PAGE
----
The thing that struck me the most was how, by the third and final act, these kids very much had their audience. The inside of the great fish was convincing, even if executed solely with Styrofoam pool noodles and black light. If you had been a neighbor or a relative of one of the kids and didn’t really know the Biblical story, there was enough of a message here that you got both narrative and practical application. In the finale, when ‘Old’ Jonah and ‘Flashback’ Jonah joined hands at the end to take their bow, I think the audience was fully aware of the thought and work that had gone into the production and completely convinced that the 90 minutes had been well worth their time.

We serve a God who inspires us with creativity. True, it hits some people more than others, but I believe we all have a measure of imagination inside us that can be used to inspire others.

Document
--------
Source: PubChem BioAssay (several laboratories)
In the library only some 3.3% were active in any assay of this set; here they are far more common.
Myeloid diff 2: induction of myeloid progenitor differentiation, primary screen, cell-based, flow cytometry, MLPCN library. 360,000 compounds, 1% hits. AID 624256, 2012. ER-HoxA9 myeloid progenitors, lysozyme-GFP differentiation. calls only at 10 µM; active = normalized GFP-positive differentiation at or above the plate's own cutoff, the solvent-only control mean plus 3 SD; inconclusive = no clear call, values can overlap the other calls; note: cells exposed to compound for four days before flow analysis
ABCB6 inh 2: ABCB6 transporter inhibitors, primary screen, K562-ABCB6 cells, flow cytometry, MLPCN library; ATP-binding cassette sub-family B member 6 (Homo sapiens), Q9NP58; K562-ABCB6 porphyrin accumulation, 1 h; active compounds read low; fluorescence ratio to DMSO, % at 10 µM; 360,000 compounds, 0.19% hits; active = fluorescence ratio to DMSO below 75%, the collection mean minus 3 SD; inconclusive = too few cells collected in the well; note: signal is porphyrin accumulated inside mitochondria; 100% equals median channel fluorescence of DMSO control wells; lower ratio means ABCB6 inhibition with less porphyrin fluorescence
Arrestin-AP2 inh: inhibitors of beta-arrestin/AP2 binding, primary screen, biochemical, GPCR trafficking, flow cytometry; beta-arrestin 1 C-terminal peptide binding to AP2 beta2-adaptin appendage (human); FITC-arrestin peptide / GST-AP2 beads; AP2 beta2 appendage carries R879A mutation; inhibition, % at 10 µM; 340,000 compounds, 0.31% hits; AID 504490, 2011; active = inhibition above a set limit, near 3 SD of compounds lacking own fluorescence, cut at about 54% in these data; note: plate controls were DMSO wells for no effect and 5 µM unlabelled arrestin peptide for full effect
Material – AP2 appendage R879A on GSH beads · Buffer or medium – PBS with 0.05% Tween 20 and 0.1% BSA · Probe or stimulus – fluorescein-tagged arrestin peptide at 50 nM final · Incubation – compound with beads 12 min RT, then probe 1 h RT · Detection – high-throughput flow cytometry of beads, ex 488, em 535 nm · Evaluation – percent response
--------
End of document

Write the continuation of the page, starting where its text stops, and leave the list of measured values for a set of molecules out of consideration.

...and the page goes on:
Bonus item: Though not recorded at the show, here’s a song it contained, from the Newsboys: In the Belly of the Whale.

March 31, 2016

When the Music Fades

worship-leaderAbout a decade ago, Ruth and I were part of a small group that met monthly in a city about 40 minutes away, which was chosen as a central location for a number of people who came from several different directions. We were all involved in some type of church planting or community building and I believe all of us had been influenced greatly by Michael Frost.

The group itself was part of a national network of similar groups that was (in theory at least) sponsored by the church planting initiatives department of a major denomination; though I don’t recall much in the way of networking with those other groups, aside from a few meeting reports that were shared.

Yes…this is an article about music…be patient, okay?